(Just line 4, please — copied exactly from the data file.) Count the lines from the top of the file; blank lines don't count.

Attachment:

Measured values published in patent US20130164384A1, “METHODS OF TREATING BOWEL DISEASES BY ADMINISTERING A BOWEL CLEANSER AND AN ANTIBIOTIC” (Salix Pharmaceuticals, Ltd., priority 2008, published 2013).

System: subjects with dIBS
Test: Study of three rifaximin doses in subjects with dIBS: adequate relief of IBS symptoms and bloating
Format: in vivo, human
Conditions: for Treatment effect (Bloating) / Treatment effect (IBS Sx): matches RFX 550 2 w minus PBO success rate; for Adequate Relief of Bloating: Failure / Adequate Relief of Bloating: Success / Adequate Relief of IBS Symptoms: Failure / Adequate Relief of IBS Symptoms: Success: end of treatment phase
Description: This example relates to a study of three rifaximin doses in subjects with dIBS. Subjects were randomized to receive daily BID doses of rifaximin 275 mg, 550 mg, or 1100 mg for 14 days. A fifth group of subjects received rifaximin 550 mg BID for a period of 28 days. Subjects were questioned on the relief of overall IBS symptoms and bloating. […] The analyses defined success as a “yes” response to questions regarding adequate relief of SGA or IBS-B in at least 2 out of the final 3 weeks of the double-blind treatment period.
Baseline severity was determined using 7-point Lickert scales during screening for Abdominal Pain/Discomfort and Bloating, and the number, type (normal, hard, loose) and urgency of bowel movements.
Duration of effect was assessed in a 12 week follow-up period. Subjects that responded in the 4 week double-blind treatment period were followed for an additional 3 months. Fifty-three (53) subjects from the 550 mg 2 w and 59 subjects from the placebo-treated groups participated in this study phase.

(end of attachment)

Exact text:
Format: in vivo, human